They were not armed but had experience in self-defence and martial arts and used a sophisticated communication system to keep in touch. Beginning that weekend, the four heirs — Lauren, Jonathon, Alex and Kaelen — and others, including trustees and senior Apotex executives, had an application called Octopus installed on their phones. If any of them needed help, they only had to touch the app, which would alert a quick-response team, in addition to the bodyguards assigned to them.
When he turned over the video of the four days leading up to and including the day the Shermans were last seen alive, Dawson did not realize that due to a security function, the footage from the Apotex cameras could only be viewed on the Apotex system. More than a month later, in January 2018, Toronto police detectives on the Sherman case contacted Apotex again. “We just got around to looking at the footage, and we can’t read it on our system,” the detective said. “Can you help?”
Dawson and others at Apotex were again surprised. Given the high-profile nature of the case, they expected police would have immediately combed through the footage. Dawson and his boss got to work, converted the file, and provided police with footage they could view.
A similar situation occurred with the video from the home across the street from 50 Old Colony Rd. The homeowners had approached police on the Friday the bodies were discovered. Time was of the essence, as the homeowners’ system kept only seven days of video. Each day, another day of video was overwritten.
A uniformed officer guarding the house had promised to send an officer over. Saturday, the homeowners asked another officer, who again promised someone would be sent across the street. Still no officer came. Sunday, the couple was leaving for a ski trip. They asked again, this time calling a number they were given for a detective working on the case.
Finally, a detective arrived to take a copy of the previous seven days of video just before the couple left on their trip. The couple had viewed some of the video and had noticed that on the Thursday, the day before the bodies were discovered and one day after the Shermans were last seen alive, a dark, four-door car drove west on Old Colony Road at 9:11 a.m., and parked on the street out front of the Sherman residence. They watched the grainy footage as a man got out of the car, and walked back and forth to the Sherman front door.
The couple recorded the time codes and in total the man appeared to enter the house three times, for a total of 29 minutes inside the house. Finally, he returned to his car and drove off west. The couple could not make out the man’s face or the licence and style of car.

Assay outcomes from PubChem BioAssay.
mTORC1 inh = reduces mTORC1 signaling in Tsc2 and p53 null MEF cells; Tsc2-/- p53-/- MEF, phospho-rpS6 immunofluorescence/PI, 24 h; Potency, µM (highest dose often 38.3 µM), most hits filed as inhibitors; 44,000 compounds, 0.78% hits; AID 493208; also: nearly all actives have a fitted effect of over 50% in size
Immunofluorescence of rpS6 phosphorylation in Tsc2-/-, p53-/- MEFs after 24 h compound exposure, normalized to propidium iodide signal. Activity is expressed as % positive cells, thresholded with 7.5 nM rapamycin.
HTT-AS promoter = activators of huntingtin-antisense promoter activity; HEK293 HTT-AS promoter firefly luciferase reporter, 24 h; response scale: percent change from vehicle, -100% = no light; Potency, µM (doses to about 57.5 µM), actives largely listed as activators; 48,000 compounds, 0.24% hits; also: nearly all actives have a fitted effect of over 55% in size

It is possible, say others who later saw the video, that the man only stood outside the door, not entering the Sherman house. The couple never thought to look at the Wednesday video, which presumably shows when the Shermans arrived home and if anyone was following them. Still, they thought the Thursday video was important. As news reports had revealed to them, the Shermans were dead in the basement at that time.
Six weeks after the couple had handed over the video, a police detective arrived at their home to show them blurry photos of a man and a woman captured by another video camera on the street. No explanation was given by the detective. The homeowners said they had seen a couple walking on the street on the Monday, but the photo appeared to show a different couple.
“What about the man who went into the house on the Thursday?” one of the homeowners asked the detective.
“What man?” the detective asked. She went on to explain that she had been working non-stop, had significant daycare issues to deal with in her family, and that she had to “rely on my team” to scan the video and tell her what was on it.
The mystery of that Thursday deepened a year later when a neighbour down the street told me that at the exact time when that man was standing at the Sherman door, a police officer came to her door in response to what he described as a “911 call” that police believed had come from her house. She had not made a 911 call and both her telephone and home security alarm provider confirmed that. The officer did not say when the call was received or whether it came from a landline or cellular telephone.
This fuelled speculation by members of the Sherman family that the call may have come from the Sherman house roughly 10 doors away and that it was somehow linked to the murders. Was it possible that the man in the dark sedan parked in front of the Sherman house was a plainclothes police officer following up on the 911 call? Or was it something as routine as a person trying to deliver a package, or see a house listed for sale? As with so many things in the Sherman case, one revelation led to another mystery.